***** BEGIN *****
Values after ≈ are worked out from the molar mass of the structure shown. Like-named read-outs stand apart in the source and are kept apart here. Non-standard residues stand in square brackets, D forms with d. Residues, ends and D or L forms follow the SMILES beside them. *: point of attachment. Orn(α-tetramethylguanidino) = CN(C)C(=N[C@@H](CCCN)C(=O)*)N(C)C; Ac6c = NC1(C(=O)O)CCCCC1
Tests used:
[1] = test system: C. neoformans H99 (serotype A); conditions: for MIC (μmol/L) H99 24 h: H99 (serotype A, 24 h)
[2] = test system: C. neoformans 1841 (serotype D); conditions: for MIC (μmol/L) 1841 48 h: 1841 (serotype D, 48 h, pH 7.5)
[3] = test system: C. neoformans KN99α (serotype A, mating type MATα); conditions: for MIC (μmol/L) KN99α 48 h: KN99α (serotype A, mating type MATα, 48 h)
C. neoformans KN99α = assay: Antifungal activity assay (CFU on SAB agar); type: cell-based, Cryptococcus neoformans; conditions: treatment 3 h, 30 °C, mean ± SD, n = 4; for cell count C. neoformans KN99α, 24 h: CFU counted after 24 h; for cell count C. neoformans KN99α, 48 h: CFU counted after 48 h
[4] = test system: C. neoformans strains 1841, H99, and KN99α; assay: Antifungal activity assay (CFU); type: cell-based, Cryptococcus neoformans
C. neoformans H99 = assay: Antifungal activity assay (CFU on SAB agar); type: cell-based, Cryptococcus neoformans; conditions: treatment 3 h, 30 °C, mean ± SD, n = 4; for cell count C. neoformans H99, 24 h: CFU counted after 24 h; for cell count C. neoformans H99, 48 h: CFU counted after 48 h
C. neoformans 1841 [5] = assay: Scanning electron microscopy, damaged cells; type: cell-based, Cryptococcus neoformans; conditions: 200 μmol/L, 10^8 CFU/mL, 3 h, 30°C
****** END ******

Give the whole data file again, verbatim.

Values after ≈ are worked out from the molar mass of the structure shown. Like-named read-outs stand apart in the source and are kept apart here. Non-standard residues stand in square brackets, D forms with d. Residues, ends and D or L forms follow the SMILES beside them. *: point of attachment. Orn(α-tetramethylguanidino) = CN(C)C(=N[C@@H](CCCN)C(=O)*)N(C)C; Ac6c = NC1(C(=O)O)CCCCC1
Tests used:
[1] = test system: C. neoformans H99 (serotype A); conditions: for MIC (μmol/L) H99 24 h: H99 (serotype A, 24 h)
[2] = test system: C. neoformans 1841 (serotype D); conditions: for MIC (μmol/L) 1841 48 h: 1841 (serotype D, 48 h, pH 7.5)
[3] = test system: C. neoformans KN99α (serotype A, mating type MATα); conditions: for MIC (μmol/L) KN99α 48 h: KN99α (serotype A, mating type MATα, 48 h)
C. neoformans KN99α = assay: Antifungal activity assay (CFU on SAB agar); type: cell-based, Cryptococcus neoformans; conditions: treatment 3 h, 30 °C, mean ± SD, n = 4; for cell count C. neoformans KN99α, 24 h: CFU counted after 24 h; for cell count C. neoformans KN99α, 48 h: CFU counted after 48 h
[4] = test system: C. neoformans strains 1841, H99, and KN99α; assay: Antifungal activity assay (CFU); type: cell-based, Cryptococcus neoformans
C. neoformans H99 = assay: Antifungal activity assay (CFU on SAB agar); type: cell-based, Cryptococcus neoformans; conditions: treatment 3 h, 30 °C, mean ± SD, n = 4; for cell count C. neoformans H99, 24 h: CFU counted after 24 h; for cell count C. neoformans H99, 48 h: CFU counted after 48 h
C. neoformans 1841 [5] = assay: Scanning electron microscopy, damaged cells; type: cell-based, Cryptococcus neoformans; conditions: 200 μmol/L, 10^8 CFU/mL, 3 h, 30°C